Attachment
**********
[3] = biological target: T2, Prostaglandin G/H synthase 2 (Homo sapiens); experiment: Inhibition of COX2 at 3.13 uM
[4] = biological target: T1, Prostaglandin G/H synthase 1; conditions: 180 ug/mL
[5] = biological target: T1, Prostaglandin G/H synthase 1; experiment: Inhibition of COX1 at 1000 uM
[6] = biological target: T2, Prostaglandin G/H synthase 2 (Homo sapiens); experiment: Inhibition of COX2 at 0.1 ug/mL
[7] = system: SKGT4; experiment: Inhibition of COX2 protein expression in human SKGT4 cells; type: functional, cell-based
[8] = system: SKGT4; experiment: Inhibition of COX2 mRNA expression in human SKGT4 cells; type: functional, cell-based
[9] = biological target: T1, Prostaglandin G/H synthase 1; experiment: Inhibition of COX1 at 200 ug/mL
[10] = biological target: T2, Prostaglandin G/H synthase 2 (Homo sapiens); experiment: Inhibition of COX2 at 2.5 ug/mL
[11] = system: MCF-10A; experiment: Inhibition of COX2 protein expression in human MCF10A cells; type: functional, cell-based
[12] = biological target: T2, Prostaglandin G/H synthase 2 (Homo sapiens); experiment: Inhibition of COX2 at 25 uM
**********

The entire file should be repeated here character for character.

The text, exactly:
[3] = biological target: T2, Prostaglandin G/H synthase 2 (Homo sapiens); experiment: Inhibition of COX2 at 3.13 uM
[4] = biological target: T1, Prostaglandin G/H synthase 1; conditions: 180 ug/mL
[5] = biological target: T1, Prostaglandin G/H synthase 1; experiment: Inhibition of COX1 at 1000 uM
[6] = biological target: T2, Prostaglandin G/H synthase 2 (Homo sapiens); experiment: Inhibition of COX2 at 0.1 ug/mL
[7] = system: SKGT4; experiment: Inhibition of COX2 protein expression in human SKGT4 cells; type: functional, cell-based
[8] = system: SKGT4; experiment: Inhibition of COX2 mRNA expression in human SKGT4 cells; type: functional, cell-based
[9] = biological target: T1, Prostaglandin G/H synthase 1; experiment: Inhibition of COX1 at 200 ug/mL
[10] = biological target: T2, Prostaglandin G/H synthase 2 (Homo sapiens); experiment: Inhibition of COX2 at 2.5 ug/mL
[11] = system: MCF-10A; experiment: Inhibition of COX2 protein expression in human MCF10A cells; type: functional, cell-based
[12] = biological target: T2, Prostaglandin G/H synthase 2 (Homo sapiens); experiment: Inhibition of COX2 at 25 uM